Berkoff’s photographs capture the dying days of London’s old East End

Steven Berkoff: Photo by Hattie Miles

Director, actor and playwright Steven Berkoff knows a thing or two about the East End. He was born there 75 long years ago, a mere barrow boy’s shout from the chic Thames-side studio that is now his artistic base.

Yes the East End has changed and so too has Berkoff who fought his way from unpromising beginnings as the son of a Russian Jewish tailor  to produce a radical body of theatrical work that has brought him both widespread acclaim and a certain degree of notoriety.

These days he’s recognised as a creative giant of the theatre, equally at home producing hard-hitting avant garde drama, adapting Shakespeare, Kafka and Sophocles or writing his own critically acclaimed original plays. He also has a parallel career as a Hollywood movie actor of course having appeared in a curious mixture of movies that include  A Clockwork Orange, Octopussy, Rambo, Beverly Hills Cop and The Girl With the Dragon Tattoo.

It’s all a long, long way from  the now lost world that Berkoff grew up in. Happily when he was just 11-years-old  and kicking around the streets of Stepney someone gave him a camera. It sparked a lifelong interest in photography and a few years later when he acquired an enlarger and learnt how to print his own pictures, he was ready to go.

Armed with a second-hand Rolleiflex, Berkoff started photographing the people and places of the old East End – the markets, the street sellers, the potpourri of cultures brought to the area by immigrants.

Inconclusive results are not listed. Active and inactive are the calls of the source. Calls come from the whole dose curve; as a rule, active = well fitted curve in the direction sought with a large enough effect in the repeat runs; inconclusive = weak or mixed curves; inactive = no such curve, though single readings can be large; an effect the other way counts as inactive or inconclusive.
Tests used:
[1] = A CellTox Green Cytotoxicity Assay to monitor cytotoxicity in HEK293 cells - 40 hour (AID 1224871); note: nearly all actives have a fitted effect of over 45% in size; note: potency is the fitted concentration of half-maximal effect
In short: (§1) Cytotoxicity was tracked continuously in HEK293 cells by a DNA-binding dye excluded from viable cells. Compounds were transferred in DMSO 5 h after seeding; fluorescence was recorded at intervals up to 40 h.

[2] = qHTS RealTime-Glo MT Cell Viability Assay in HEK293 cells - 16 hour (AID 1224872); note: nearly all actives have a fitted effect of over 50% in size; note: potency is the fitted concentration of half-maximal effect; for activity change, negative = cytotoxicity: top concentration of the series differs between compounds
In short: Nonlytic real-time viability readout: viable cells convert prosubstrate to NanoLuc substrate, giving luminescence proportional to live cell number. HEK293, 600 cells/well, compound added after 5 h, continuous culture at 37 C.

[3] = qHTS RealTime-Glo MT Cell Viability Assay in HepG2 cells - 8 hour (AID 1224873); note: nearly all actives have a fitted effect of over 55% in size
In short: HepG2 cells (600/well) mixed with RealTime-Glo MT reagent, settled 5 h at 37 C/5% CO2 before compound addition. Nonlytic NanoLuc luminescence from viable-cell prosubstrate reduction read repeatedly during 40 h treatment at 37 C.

By the 60s and 70s it became all too apparent that the bagel-sellers, chicken-slaughterers and other colourful characters that were the life and soul of East End London were slowly but surely disappearing. Berkoff’s photographs captured the last gasp of an era.  “I felt I had to record it before it vanished forever,” he says.

Happily the pictures – now so historically important – have survived and have just been publishing in the book  East End Photographs. There is also an exhibition of his prints which is currently showing at Lucy Bell Fine Art in East Sussex.

You can see ‘Steven Berkoff – East End Photographs’ at Lucy Bell Fine Art, St Leonards-on-Sea, until 21 Feb 2013. For book sales:

Playing Jesus Christ lands actor Robert Powell with centre seat at the ultimate supper table

Playing Jesus Christ for Franco Zeffirelli 35 years ago has clearly paid dividends for actor Robert Powell. He’s been placed in the central position in photographer Alistair Morrison’s Actors Last Supper which is on display at the National Portrait Gallery.

Powell has been a stalwart of stage and screen for the past 40 years and has forged a reputation for the sheer breadth of his talents. Equally adept at high-brow and populist material, he has made critically acclaimed appearances for not just Zeffirelli but also directors like  Ken Russell who cast him in the title role in Mahler.

Robert Powell: Photo Hattie Miles
Robert Powell: Photo Hattie Miles

However Powell is just as happy  playing knockabout sit-com with his mate Jasper Carrott or appearing in popular TV dramas like  Holby City. He recently joined the cast of the latest West End production of the hit musical Singin’ in the Rain too. No wonder  Morrison chose him as one of the 13 leading British actors and directors he used to recreate, photographically, Leonardo da Vinci’s iconic 15th Century painting The Last Supper.

Morrison, who over the past 30 years has photographed everyone from Bette Davis to Laurence Olivier, used  a cast that in addition to Powell included Steven Berkoff, Anthony Andrews, Simon Callow, Tom Conti, Peter Eyre, Sir Richard Eyre, Colin Firth, Sir Michael Gambon, Tim Piggott-Smith, Sir Antony Sher, John Alderton and Julie Walters

The portrait, which is over three metres long, was originally among images created to raise funds for a childrens charity through Variety’s Hidden Gems project. It has now been acquired for The National Portrait Gallery’s permanent collection.

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